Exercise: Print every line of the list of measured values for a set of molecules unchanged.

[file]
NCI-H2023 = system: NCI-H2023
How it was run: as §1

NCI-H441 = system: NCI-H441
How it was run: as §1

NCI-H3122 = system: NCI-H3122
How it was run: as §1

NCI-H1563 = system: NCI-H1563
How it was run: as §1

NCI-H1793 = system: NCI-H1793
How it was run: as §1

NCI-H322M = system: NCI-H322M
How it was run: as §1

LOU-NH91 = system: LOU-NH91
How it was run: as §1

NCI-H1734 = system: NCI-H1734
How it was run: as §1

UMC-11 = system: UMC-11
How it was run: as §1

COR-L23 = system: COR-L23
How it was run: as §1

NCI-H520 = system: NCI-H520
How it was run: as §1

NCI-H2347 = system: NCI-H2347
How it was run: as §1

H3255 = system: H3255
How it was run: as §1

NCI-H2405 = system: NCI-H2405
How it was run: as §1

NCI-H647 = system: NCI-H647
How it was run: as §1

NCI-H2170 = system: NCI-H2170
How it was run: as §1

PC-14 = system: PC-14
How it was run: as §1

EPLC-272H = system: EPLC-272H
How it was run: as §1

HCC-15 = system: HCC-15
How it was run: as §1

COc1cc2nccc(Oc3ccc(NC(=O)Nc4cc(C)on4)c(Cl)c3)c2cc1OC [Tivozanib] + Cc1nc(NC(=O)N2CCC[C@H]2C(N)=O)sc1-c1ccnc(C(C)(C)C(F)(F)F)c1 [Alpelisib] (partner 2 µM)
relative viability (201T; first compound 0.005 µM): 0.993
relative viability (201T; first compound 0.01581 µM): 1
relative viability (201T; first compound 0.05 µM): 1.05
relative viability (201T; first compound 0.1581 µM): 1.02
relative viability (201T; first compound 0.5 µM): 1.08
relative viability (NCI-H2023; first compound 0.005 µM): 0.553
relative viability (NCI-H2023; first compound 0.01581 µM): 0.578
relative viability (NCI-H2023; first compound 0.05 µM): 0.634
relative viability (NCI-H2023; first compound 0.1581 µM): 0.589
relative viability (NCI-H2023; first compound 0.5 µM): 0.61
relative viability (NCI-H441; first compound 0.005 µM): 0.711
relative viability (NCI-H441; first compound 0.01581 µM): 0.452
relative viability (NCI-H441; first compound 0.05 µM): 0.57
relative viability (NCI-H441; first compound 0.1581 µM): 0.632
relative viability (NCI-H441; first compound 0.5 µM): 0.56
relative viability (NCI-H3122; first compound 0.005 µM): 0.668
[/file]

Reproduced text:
NCI-H2023 = system: NCI-H2023
How it was run: as §1

NCI-H441 = system: NCI-H441
How it was run: as §1

NCI-H3122 = system: NCI-H3122
How it was run: as §1

NCI-H1563 = system: NCI-H1563
How it was run: as §1

NCI-H1793 = system: NCI-H1793
How it was run: as §1

NCI-H322M = system: NCI-H322M
How it was run: as §1

LOU-NH91 = system: LOU-NH91
How it was run: as §1

NCI-H1734 = system: NCI-H1734
How it was run: as §1

UMC-11 = system: UMC-11
How it was run: as §1

COR-L23 = system: COR-L23
How it was run: as §1

NCI-H520 = system: NCI-H520
How it was run: as §1

NCI-H2347 = system: NCI-H2347
How it was run: as §1

H3255 = system: H3255
How it was run: as §1

NCI-H2405 = system: NCI-H2405
How it was run: as §1

NCI-H647 = system: NCI-H647
How it was run: as §1

NCI-H2170 = system: NCI-H2170
How it was run: as §1

PC-14 = system: PC-14
How it was run: as §1

EPLC-272H = system: EPLC-272H
How it was run: as §1

HCC-15 = system: HCC-15
How it was run: as §1

COc1cc2nccc(Oc3ccc(NC(=O)Nc4cc(C)on4)c(Cl)c3)c2cc1OC [Tivozanib] + Cc1nc(NC(=O)N2CCC[C@H]2C(N)=O)sc1-c1ccnc(C(C)(C)C(F)(F)F)c1 [Alpelisib] (partner 2 µM)
relative viability (201T; first compound 0.005 µM): 0.993
relative viability (201T; first compound 0.01581 µM): 1
relative viability (201T; first compound 0.05 µM): 1.05
relative viability (201T; first compound 0.1581 µM): 1.02
relative viability (201T; first compound 0.5 µM): 1.08
relative viability (NCI-H2023; first compound 0.005 µM): 0.553
relative viability (NCI-H2023; first compound 0.01581 µM): 0.578
relative viability (NCI-H2023; first compound 0.05 µM): 0.634
relative viability (NCI-H2023; first compound 0.1581 µM): 0.589
relative viability (NCI-H2023; first compound 0.5 µM): 0.61
relative viability (NCI-H441; first compound 0.005 µM): 0.711
relative viability (NCI-H441; first compound 0.01581 µM): 0.452
relative viability (NCI-H441; first compound 0.05 µM): 0.57
relative viability (NCI-H441; first compound 0.1581 µM): 0.632
relative viability (NCI-H441; first compound 0.5 µM): 0.56
relative viability (NCI-H3122; first compound 0.005 µM): 0.668